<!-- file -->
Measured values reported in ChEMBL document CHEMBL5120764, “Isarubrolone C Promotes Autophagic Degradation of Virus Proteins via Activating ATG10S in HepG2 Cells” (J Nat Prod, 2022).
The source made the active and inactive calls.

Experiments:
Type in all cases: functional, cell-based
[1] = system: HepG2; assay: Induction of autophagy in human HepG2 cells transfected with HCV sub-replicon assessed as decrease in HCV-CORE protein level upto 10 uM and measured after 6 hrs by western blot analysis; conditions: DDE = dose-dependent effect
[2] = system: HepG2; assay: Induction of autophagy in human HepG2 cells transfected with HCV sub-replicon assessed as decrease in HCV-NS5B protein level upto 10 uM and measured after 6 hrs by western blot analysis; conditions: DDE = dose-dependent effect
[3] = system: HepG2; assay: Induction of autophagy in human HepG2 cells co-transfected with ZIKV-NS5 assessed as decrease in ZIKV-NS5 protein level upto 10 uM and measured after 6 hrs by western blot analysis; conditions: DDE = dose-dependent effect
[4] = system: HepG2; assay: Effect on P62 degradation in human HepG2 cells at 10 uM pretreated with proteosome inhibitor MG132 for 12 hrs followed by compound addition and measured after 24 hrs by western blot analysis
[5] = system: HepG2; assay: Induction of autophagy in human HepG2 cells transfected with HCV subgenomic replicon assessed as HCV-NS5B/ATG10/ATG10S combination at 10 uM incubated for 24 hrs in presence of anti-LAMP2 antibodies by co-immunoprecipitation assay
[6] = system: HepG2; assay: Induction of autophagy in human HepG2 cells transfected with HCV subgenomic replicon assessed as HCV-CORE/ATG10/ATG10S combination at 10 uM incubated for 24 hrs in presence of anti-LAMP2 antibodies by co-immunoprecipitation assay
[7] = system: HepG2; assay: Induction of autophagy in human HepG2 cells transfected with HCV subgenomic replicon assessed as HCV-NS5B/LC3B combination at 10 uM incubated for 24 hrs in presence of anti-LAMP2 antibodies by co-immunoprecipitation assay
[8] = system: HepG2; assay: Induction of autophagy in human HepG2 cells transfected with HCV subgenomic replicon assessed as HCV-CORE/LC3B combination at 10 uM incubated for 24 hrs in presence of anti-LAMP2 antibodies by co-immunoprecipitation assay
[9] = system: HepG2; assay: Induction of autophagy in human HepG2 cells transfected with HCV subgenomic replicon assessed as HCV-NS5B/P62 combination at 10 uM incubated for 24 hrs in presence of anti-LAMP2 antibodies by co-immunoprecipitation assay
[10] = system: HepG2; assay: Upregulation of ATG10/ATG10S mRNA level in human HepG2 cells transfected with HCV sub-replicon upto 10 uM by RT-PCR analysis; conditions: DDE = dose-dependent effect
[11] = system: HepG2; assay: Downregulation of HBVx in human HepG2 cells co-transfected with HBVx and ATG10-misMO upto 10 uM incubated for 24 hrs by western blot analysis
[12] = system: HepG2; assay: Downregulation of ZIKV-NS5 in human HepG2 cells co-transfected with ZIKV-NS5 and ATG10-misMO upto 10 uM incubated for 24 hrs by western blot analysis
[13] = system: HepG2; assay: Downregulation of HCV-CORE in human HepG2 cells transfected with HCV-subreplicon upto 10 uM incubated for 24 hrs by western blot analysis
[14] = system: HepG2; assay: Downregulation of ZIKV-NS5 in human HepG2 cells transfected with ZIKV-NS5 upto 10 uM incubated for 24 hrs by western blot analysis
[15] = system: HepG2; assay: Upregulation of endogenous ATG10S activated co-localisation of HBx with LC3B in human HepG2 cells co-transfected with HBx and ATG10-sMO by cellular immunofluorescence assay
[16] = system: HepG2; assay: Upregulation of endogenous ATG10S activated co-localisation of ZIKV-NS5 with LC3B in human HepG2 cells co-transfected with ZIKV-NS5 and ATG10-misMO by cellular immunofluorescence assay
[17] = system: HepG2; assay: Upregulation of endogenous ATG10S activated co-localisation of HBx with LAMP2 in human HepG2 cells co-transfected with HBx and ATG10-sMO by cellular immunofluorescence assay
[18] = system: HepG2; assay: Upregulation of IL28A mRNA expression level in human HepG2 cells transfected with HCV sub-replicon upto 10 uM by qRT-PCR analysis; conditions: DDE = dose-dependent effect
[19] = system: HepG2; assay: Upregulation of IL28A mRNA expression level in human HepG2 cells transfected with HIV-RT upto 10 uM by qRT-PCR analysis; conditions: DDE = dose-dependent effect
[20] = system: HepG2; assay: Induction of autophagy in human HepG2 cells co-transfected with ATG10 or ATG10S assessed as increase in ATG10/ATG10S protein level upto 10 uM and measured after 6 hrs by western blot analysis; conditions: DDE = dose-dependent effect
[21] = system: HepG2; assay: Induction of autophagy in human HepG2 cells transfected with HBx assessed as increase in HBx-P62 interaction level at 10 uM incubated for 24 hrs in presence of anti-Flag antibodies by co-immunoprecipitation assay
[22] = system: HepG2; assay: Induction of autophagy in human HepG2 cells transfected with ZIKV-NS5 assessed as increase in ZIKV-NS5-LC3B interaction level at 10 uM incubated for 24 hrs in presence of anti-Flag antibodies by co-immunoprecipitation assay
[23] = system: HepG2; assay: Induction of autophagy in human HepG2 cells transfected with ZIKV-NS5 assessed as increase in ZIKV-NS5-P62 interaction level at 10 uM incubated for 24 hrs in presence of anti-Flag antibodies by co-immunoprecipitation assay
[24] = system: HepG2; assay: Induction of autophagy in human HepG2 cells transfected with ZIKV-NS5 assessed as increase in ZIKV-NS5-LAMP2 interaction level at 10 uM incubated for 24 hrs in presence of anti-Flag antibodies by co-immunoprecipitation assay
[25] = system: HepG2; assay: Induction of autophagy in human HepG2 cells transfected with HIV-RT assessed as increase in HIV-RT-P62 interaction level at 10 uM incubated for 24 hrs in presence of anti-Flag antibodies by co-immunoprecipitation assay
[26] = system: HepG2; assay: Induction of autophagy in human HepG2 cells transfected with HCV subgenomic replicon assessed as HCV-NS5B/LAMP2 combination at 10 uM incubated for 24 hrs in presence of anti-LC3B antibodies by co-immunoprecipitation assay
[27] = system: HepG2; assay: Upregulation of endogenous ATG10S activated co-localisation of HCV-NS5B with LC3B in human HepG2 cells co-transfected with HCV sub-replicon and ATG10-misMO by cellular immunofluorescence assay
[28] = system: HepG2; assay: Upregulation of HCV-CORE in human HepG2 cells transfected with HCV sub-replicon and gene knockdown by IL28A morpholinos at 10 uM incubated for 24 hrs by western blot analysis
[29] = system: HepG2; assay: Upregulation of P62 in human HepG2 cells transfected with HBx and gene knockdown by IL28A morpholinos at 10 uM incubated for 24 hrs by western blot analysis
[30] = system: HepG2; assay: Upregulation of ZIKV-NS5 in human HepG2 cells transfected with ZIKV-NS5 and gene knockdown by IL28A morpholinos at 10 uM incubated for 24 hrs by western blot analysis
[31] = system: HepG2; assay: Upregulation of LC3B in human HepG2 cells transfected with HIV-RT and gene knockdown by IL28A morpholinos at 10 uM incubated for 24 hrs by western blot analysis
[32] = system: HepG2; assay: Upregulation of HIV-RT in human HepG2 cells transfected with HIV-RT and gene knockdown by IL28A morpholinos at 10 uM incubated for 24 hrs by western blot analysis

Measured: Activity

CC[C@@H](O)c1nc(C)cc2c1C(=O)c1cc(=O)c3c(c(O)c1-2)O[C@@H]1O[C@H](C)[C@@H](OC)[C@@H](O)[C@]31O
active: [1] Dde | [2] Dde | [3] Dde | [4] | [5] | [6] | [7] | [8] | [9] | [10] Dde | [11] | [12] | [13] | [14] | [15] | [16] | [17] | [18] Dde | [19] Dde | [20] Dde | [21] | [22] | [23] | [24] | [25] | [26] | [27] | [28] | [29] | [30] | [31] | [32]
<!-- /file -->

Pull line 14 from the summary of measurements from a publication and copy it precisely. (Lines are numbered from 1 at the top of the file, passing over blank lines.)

[10] = system: HepG2; assay: Upregulation of ATG10/ATG10S mRNA level in human HepG2 cells transfected with HCV sub-replicon upto 10 uM by RT-PCR analysis; conditions: DDE = dose-dependent effect